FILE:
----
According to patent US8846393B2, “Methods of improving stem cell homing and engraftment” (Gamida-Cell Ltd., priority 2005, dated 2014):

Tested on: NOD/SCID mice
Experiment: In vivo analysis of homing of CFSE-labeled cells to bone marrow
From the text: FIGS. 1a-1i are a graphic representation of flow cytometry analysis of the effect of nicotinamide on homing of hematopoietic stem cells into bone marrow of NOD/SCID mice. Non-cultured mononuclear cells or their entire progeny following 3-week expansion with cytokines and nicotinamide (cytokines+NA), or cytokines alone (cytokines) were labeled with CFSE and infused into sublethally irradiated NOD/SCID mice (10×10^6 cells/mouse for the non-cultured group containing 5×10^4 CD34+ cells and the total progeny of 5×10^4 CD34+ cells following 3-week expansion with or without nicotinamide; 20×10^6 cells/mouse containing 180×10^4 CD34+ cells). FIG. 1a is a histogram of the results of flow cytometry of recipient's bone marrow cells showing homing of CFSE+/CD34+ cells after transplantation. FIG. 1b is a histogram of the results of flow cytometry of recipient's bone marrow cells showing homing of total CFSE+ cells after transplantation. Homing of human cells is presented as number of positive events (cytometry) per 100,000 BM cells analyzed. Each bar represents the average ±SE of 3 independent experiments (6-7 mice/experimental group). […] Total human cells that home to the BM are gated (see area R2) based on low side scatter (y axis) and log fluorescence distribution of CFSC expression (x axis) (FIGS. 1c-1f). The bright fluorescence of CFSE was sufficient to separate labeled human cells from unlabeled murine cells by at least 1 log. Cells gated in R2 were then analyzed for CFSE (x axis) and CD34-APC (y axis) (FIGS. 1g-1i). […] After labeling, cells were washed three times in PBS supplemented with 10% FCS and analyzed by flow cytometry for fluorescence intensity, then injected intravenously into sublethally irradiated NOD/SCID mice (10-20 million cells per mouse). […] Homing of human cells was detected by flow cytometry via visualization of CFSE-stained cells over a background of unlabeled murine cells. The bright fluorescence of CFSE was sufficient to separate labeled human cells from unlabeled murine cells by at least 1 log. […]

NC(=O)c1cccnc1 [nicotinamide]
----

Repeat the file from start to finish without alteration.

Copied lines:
According to patent US8846393B2, “Methods of improving stem cell homing and engraftment” (Gamida-Cell Ltd., priority 2005, dated 2014):

Tested on: NOD/SCID mice
Experiment: In vivo analysis of homing of CFSE-labeled cells to bone marrow
From the text: FIGS. 1a-1i are a graphic representation of flow cytometry analysis of the effect of nicotinamide on homing of hematopoietic stem cells into bone marrow of NOD/SCID mice. Non-cultured mononuclear cells or their entire progeny following 3-week expansion with cytokines and nicotinamide (cytokines+NA), or cytokines alone (cytokines) were labeled with CFSE and infused into sublethally irradiated NOD/SCID mice (10×10^6 cells/mouse for the non-cultured group containing 5×10^4 CD34+ cells and the total progeny of 5×10^4 CD34+ cells following 3-week expansion with or without nicotinamide; 20×10^6 cells/mouse containing 180×10^4 CD34+ cells). FIG. 1a is a histogram of the results of flow cytometry of recipient's bone marrow cells showing homing of CFSE+/CD34+ cells after transplantation. FIG. 1b is a histogram of the results of flow cytometry of recipient's bone marrow cells showing homing of total CFSE+ cells after transplantation. Homing of human cells is presented as number of positive events (cytometry) per 100,000 BM cells analyzed. Each bar represents the average ±SE of 3 independent experiments (6-7 mice/experimental group). […] Total human cells that home to the BM are gated (see area R2) based on low side scatter (y axis) and log fluorescence distribution of CFSC expression (x axis) (FIGS. 1c-1f). The bright fluorescence of CFSE was sufficient to separate labeled human cells from unlabeled murine cells by at least 1 log. Cells gated in R2 were then analyzed for CFSE (x axis) and CD34-APC (y axis) (FIGS. 1g-1i). […] After labeling, cells were washed three times in PBS supplemented with 10% FCS and analyzed by flow cytometry for fluorescence intensity, then injected intravenously into sublethally irradiated NOD/SCID mice (10-20 million cells per mouse). […] Homing of human cells was detected by flow cytometry via visualization of CFSE-stained cells over a background of unlabeled murine cells. The bright fluorescence of CFSE was sufficient to separate labeled human cells from unlabeled murine cells by at least 1 log. […]

NC(=O)c1cccnc1 [nicotinamide]